White light entering the polarizer on the left in Figure 3 is polarized with an orientation in the direction indicated by the arrow (next to the polarizer label) and is arbitrarily represented by a red sinusoidal light wave. Next, the polarized light enters the anisotropic crystal where it is refracted and divided into two separate components that vibrate parallel to the crystallographic axes and perpendicular to each other. The polarized light waves then travel through the analyzer, which passes only those components of the light waves that are parallel to its polarization direction (indicated by the arrow next to the analyzer label). The retardation of one ray with respect to another, a concept explained in more detail below, is indicated by Dn x t, the difference in speed between the ordinary and extraordinary rays refracted by the anisotropic crystal.
The following is another example of how birefringent anisotropic crystals interact with polarized light in an optical microscope. This time, the material is a hypothetical tetragonal crystal having an optical axis oriented parallel to the long axis of the crystal. Figure 4 illustrates the crystal as it would appear in the eyepieces of a microscope under crossed-polarized illumination. In each part of Figure 4, the axis of the microscope polarizer is indicated by a P and is oriented in an East-West direction. The axis of the microscope analyzer is indicated by an A and is oriented in a North-South direction. These axes are perpendicular to each other and result in a totally dark field when viewed through the eyepieces without insertion of a birefringent crystal.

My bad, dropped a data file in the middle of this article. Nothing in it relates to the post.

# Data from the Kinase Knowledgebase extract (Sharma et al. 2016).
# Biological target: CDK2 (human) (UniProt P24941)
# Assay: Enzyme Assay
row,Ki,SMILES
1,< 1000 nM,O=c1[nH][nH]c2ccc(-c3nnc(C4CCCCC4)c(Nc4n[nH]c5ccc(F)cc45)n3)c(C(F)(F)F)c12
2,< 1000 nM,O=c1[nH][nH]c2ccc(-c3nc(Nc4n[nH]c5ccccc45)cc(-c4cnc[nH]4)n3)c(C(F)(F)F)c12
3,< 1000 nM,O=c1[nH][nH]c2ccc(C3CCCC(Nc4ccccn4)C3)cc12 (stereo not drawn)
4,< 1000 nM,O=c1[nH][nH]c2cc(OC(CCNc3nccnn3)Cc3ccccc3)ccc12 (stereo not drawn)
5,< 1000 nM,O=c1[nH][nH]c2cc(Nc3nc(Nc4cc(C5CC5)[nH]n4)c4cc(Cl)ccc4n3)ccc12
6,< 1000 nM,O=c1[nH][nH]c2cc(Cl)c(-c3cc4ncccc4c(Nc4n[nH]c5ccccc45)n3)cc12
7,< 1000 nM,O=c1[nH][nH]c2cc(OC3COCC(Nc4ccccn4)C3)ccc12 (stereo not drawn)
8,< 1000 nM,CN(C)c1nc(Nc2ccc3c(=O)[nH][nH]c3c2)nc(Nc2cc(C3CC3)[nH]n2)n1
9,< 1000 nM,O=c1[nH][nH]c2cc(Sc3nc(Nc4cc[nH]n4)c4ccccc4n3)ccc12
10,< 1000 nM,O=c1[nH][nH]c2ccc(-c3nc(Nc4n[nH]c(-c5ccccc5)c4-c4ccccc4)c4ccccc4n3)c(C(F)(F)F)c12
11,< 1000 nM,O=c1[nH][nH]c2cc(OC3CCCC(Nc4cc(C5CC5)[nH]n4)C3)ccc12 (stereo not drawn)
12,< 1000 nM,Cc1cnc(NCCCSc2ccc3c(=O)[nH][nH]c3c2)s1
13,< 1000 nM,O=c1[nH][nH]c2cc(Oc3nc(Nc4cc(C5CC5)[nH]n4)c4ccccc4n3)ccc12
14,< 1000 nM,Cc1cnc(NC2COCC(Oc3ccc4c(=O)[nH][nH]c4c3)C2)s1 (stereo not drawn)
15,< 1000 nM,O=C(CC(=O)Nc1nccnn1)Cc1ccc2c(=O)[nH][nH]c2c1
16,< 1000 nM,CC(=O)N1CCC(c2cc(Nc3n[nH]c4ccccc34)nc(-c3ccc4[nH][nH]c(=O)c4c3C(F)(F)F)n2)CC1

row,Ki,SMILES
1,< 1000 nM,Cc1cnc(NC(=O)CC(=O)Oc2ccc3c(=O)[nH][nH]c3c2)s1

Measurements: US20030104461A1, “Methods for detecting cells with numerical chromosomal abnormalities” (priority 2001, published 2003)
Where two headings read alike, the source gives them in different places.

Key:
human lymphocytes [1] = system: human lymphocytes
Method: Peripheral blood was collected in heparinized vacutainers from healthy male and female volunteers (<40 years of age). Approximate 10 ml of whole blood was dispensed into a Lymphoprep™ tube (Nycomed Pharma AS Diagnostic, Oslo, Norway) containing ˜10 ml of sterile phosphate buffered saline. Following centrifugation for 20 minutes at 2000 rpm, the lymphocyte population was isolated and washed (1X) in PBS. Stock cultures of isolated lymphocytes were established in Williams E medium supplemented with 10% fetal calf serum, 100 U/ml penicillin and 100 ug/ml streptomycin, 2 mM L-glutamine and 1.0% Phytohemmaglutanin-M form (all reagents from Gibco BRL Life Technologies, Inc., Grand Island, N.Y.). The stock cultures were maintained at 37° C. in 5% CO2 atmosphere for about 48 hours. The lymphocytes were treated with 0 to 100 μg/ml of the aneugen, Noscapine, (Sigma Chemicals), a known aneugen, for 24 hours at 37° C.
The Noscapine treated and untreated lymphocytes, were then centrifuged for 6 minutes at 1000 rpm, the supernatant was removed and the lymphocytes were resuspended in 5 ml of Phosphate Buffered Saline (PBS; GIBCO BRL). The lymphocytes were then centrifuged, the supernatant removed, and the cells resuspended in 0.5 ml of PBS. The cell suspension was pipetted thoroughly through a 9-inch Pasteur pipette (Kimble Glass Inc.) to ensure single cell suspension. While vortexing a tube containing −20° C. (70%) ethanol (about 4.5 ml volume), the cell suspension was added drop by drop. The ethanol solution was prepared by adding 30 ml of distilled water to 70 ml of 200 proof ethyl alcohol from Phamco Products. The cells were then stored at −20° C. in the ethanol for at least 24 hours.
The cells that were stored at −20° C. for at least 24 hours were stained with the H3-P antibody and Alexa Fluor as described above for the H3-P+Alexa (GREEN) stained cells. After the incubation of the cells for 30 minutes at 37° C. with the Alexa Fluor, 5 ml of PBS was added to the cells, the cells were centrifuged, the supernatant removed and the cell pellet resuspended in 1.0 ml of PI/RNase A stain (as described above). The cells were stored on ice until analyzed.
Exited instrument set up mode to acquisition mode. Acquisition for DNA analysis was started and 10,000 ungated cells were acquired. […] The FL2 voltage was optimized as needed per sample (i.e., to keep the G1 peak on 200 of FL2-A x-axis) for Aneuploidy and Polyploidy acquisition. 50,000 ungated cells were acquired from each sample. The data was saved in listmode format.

Figure 4(a) illustrates an anisotropic birefringent crystal that has its long (optical) axis oriented parallel to the direction of the polarizer. In this case, light passing through the polarizer, and subsequently through the crystal, is vibrating in a plane that is parallel to the direction of the polarizer. Due to the single direction of light vibration, there is no contribution from light passing through the analyzer. Thus, the crystal appears very dark and almost invisible. Microscopists classically refer to this orientation as being a position of extinction for the crystal. The crystal in 4(a), however, is not totally extinct as it would normally be between crossed polarizers, but passes a small portion of red light. This was done for illustration purposes only to allow visitors to note the position of the crystal.
The concept of the position of extinction is particularly important in determining the refractive indices of anisotropic materials with a polarizing microscope. By removing the analyzer in a crossed polarizing microscope, the single permitted vibration direction of light passing through the polarizer interacts with only one electrical component in the birefringent material. Therefore, a single refractive index may be segregated for measurement purposes. The remaining refractive index of the material can then be measured by rotation of the polarizer by 90 degrees.
The situation is very different in Figure 4(b), where the long (optical) axis of the crystal is positioned at an angle (a) with respect to the polarizer. In this circumstance, a portion of the light received through the polarizer is passed on to the analyzer. The birefringent crystal, therefore, displays some order of brightness.
In order to quantify the amount of light that reaches the analyzer and the consequential brightness of the crystal in this example, simple vector analysis may be utilized. This method assumes the arbitrary value of 1 for both o and e, which are proportional to the actual intensities of the ordinary and extraordinary ray. The first step of obtaining an illumination value is to find the contributions from the polarizer to o and e. This can be accomplished by dropping projections of the vectors onto the axis of the polarizer (P), which results in the values x and y, as illustrated in Figure 4(b). These lengths should then be measured on the vectors o and e (shown as red arrows on the vectors) to produce the resultant r', which is projected onto the analyzer axis (A) as the absolute value R. The value of R on the analyzer axis is proportional to the amount of light passing through the analyzer.